4. Write It Out: If you need to step back and see your pacing, your plot arcs, and your various threads of conflict, write a quick one-two sentence description for each scene or chapter. Then, go back through and highlight each arc or thread with a different color. You’ll quickly see where your pacing falters, or where you’ve left a thread dangling midstream never to be seen again.

5. Ask Hard Questions: As you read each scene, ask yourself if every piece of that scene truly moves the story forward. Do you need all those dialogue tags? All that description? Do you need more description? More sensory detail? More action? Higher stakes? Harsher consequences? Don’t be afraid to push yourself beyond your comfort zone. That’s often where truly exceptional books are created.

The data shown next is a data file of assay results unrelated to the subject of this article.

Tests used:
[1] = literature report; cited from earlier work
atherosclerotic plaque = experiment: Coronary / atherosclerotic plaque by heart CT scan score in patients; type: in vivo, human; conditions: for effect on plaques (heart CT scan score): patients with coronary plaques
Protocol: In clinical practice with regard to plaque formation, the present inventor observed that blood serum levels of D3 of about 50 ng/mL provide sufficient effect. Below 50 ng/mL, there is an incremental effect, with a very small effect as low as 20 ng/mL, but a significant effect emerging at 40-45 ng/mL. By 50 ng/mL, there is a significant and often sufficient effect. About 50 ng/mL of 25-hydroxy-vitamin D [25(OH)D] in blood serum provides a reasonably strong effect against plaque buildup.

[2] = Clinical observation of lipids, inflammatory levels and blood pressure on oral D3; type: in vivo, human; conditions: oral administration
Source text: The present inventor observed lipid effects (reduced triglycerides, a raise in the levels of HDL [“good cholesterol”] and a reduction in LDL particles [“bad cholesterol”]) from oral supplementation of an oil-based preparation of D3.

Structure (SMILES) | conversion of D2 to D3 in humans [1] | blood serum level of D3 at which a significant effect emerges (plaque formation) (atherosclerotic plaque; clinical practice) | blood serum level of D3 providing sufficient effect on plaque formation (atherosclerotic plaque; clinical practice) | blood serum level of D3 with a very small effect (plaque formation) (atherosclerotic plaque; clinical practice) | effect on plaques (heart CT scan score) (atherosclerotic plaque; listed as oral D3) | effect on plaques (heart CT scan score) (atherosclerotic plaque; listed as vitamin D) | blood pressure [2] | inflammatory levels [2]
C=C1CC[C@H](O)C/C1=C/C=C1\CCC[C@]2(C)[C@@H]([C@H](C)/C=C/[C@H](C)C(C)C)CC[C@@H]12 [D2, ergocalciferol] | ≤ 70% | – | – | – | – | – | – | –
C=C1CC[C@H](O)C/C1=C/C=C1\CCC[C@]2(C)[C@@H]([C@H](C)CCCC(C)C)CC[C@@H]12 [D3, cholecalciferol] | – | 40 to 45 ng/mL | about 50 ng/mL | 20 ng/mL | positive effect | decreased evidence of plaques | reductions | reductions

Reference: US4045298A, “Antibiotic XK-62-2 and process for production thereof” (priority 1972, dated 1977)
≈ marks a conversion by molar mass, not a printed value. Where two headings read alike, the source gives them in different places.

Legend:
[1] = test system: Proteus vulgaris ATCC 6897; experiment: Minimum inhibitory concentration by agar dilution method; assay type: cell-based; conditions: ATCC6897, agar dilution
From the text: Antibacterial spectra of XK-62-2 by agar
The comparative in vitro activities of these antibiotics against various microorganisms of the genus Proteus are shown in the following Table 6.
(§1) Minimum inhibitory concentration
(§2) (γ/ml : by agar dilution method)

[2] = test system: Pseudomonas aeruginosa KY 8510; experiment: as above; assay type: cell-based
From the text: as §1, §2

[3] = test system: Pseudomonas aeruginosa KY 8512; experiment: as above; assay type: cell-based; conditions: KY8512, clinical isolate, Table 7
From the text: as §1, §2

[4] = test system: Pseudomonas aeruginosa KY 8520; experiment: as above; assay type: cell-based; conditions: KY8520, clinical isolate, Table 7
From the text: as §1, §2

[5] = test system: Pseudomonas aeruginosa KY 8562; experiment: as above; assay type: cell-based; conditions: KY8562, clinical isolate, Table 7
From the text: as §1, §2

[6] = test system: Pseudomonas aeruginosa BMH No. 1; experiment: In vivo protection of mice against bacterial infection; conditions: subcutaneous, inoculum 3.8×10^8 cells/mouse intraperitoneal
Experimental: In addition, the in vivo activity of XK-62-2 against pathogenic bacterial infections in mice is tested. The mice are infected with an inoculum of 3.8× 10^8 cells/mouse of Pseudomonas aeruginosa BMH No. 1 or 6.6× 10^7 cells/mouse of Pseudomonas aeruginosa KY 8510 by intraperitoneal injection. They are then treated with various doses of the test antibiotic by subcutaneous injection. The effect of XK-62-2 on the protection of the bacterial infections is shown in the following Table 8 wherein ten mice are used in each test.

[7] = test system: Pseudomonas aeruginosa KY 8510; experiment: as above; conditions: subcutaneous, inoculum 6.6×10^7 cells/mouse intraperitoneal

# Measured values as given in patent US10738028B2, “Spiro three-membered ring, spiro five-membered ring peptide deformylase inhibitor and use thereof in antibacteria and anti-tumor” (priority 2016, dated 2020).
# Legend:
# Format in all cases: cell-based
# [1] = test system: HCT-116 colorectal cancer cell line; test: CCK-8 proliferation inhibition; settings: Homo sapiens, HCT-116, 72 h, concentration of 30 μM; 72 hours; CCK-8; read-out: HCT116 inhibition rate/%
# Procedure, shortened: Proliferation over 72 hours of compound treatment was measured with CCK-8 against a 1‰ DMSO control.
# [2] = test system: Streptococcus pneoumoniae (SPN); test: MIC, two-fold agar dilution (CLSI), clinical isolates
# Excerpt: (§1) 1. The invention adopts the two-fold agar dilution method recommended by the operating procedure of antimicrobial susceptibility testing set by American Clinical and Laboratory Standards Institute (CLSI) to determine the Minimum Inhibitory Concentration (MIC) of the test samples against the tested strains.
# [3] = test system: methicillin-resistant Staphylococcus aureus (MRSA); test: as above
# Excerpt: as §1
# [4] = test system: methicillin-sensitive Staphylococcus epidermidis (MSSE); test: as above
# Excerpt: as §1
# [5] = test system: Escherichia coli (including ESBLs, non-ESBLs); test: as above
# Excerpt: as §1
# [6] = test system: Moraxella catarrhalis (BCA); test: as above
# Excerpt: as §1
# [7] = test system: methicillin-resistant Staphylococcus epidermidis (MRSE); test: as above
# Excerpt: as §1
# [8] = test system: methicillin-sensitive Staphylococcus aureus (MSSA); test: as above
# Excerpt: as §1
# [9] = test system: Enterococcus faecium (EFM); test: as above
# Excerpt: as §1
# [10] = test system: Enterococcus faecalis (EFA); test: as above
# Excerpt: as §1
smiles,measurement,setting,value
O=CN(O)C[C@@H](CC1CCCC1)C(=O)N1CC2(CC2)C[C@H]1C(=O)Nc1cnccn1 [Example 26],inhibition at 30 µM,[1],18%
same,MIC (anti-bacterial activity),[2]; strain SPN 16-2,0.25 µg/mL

6. Open A “Pieces” File: It’s hard to cut a gorgeous piece of description or a heartbreaking scene of emotional depth and brilliance, but you must if it comes too early in the book, doesn’t fit with the rest of the tone in that chapter, or is unnecessary. We hesitate over that delete button because we worked hard on this, and it’s good. It just doesn’t belong where we’ve put it. Open a separate document and move that piece over. You might find a more appropriate home for it later in the document, and this way your beautiful words won’t be lost forever.

7. Take Your Time: It’s easy to feel like you have to finish this manuscript now. You want so badly to get it out to agents, or to your editor, so they can fall in love with this book. There’s wisdom in not lingering over revisions forever (that’s an excellent way to ensure you never reach your goals), but taking time to be thorough in your revisions is necessary so others can see the book you meant to write, not the one you originally wrote. ☺